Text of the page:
Dr Sankar Subramanian | UniSC | University of the Sunshine Coast, Queensland, Australia

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Dr Sankar Subramanian


  • Senior Lecturer, Genetics
+61 7 5430 2873
Office location
A.1.98, USC Moreton Bay
Moreton Bay
Sankar Subramanian

Dr Sankar Subramanian is a Senior Lecturer in Genetics. Sankar joined UniSC as a Senior Research Fellow in March 2017. Prior to this he worked at the Australian Research Centre for Human Evolution, Griffith University. His research primarily centers around the question of, how does genetic drift influence mutations. Sankar worked on a number of research projects to investigate the interaction between drift and mutations, which include the evolution of codon usage bias in animal genomes, temporal patterns of deleterious mutations in humans and penguins, difference in the allele frequencies of polymorphisms in global human populations. Sankar has developed methods to identify and quantify deleterious mutations in human populations.

Dr Subramanian is also interested in estimating rates of mutations and divergence times between species and populations. His research also focuses on studying ancient genomes to understand the past demographic history of vertebrates including ancient penguins, tuatara (a New Zealand reptile), moa (an extinct bird) and ancient humans. Furthermore, he is investigating the population history, mutational load and admixture patterns of modern and ancient Aboriginal Australians. At USC, he has started working on the conservation genomics of Australian Dingoes.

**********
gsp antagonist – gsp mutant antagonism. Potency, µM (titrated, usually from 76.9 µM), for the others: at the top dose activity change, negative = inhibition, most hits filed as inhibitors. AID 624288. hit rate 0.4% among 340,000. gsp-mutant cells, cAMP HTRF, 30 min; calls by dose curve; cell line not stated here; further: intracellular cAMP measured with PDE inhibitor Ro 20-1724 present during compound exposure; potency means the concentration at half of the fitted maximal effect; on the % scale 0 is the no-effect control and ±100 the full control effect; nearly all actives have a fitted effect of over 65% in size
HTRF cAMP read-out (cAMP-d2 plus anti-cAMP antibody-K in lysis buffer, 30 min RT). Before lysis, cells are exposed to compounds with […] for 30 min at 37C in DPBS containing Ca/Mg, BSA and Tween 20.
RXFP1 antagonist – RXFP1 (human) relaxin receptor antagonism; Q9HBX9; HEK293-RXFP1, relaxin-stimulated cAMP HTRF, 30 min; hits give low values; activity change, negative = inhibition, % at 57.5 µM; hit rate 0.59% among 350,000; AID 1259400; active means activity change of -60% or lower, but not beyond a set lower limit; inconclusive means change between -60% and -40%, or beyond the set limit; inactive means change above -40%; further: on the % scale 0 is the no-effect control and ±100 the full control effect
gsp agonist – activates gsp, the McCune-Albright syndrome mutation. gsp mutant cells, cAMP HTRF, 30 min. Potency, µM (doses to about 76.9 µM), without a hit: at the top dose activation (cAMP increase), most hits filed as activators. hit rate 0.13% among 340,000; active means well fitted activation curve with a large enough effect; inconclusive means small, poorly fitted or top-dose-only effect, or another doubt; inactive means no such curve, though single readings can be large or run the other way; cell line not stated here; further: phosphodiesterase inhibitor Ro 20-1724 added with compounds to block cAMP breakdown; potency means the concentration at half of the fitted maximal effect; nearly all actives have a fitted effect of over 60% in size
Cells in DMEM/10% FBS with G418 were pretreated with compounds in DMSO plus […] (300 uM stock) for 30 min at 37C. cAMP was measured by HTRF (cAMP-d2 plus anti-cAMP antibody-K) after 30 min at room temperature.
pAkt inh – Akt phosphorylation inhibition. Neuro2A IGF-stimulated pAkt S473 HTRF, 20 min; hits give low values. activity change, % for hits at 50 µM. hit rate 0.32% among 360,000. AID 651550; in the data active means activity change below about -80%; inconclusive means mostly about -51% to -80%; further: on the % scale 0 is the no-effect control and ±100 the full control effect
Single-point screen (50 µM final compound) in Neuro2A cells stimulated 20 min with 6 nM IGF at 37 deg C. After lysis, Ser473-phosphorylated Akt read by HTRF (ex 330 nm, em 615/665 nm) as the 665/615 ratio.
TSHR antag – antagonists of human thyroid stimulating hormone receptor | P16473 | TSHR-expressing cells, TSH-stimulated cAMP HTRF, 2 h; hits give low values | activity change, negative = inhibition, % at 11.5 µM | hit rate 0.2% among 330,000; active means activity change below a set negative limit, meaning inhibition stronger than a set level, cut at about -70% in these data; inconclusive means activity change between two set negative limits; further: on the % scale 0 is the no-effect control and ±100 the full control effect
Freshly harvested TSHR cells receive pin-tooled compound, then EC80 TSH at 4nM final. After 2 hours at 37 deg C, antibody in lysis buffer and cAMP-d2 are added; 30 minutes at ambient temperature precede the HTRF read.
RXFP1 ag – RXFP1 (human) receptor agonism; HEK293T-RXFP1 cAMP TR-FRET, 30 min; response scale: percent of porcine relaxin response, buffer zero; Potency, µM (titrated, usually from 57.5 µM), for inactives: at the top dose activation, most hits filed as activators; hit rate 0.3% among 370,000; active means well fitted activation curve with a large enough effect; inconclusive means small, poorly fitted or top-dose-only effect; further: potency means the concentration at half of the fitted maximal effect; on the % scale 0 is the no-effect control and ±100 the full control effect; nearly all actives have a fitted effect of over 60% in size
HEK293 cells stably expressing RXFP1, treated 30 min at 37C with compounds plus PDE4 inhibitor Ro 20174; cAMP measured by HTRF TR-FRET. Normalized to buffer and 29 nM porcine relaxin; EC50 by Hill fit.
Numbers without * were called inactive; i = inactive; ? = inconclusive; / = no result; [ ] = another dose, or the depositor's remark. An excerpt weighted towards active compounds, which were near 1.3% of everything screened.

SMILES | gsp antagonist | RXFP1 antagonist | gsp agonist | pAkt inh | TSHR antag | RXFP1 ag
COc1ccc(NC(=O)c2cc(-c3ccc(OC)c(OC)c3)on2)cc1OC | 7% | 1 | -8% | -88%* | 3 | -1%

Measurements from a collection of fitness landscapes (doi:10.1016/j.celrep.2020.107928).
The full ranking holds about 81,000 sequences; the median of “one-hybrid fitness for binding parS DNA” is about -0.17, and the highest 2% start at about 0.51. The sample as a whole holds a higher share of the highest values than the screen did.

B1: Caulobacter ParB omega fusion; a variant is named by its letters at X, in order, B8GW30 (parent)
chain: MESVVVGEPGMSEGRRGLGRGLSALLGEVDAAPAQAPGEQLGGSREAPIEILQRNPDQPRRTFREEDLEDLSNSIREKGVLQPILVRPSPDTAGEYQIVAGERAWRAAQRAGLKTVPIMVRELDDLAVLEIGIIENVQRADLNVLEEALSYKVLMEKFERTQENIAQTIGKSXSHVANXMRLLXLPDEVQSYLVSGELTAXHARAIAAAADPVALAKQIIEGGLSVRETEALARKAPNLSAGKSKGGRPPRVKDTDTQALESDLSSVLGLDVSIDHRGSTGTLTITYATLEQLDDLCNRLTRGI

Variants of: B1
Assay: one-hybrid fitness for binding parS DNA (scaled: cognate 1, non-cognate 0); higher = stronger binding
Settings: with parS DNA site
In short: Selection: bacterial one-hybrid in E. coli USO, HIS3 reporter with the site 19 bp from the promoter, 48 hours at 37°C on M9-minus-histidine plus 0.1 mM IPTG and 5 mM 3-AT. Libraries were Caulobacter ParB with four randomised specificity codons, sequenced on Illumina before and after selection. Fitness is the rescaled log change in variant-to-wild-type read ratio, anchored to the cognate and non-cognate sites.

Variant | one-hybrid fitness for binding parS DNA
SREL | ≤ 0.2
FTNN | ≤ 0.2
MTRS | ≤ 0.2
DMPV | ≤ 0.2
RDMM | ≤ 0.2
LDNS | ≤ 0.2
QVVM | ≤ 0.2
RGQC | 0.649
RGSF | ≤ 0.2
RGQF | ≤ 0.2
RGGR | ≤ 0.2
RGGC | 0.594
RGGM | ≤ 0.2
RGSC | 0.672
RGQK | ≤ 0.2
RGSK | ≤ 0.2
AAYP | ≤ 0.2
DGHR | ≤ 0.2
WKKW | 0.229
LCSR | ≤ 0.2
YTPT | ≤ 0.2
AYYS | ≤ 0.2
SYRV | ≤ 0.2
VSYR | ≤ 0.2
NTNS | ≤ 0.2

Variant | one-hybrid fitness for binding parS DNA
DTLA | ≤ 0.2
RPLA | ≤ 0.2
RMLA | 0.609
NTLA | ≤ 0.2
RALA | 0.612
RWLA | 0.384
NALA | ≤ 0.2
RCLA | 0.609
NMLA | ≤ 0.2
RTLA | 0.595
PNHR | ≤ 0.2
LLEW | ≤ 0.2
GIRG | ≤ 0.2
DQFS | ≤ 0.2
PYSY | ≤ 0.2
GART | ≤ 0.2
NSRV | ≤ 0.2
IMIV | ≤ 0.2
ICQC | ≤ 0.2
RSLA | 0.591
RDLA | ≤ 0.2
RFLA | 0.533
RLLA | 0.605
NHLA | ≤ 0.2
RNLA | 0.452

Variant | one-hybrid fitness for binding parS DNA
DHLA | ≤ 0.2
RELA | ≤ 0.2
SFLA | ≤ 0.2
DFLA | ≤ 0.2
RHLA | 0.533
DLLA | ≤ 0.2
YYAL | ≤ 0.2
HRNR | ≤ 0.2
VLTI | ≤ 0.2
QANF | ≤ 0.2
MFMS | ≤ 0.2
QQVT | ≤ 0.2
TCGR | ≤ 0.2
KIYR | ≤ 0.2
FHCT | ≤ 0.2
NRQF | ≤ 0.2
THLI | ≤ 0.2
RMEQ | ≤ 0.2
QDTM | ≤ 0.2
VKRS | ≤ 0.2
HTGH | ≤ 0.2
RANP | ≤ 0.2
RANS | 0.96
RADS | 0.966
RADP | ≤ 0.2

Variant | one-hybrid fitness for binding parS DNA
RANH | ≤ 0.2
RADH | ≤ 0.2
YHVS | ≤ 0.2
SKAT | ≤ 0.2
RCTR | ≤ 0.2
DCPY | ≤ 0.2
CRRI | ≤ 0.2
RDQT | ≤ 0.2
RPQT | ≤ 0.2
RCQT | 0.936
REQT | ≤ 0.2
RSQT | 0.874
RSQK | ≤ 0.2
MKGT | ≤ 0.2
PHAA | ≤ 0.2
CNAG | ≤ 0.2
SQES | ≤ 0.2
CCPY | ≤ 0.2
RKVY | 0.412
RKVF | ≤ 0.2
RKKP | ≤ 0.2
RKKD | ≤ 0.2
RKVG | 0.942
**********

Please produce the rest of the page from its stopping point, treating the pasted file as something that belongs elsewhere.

Professional memberships

  • Society for Molecular Biology and Evolution


  • 2018 - Queensland-Smithsonian Fellow
  • 2017 - USC Senior Research Fellow

Research grants

Project Name

Funding Body

Trails of migration out of Africa in harmful mutations of the First Peoples

Australian Research Council - Discovery
Characterising the deleterious mutational load in Aboriginal Australians

Australian Research Council - Linkage

Research areas

  • Population genomics
  • Molecular evolution
  • Ancient DNA
  • Bioinformatics

Teaching areas

  • Genetics
  • Bioinformatics

Investigating the rates and patterns of mutations in humans, evolutionary and conservation genomics of dingoes and population genomics of Australian king fish.

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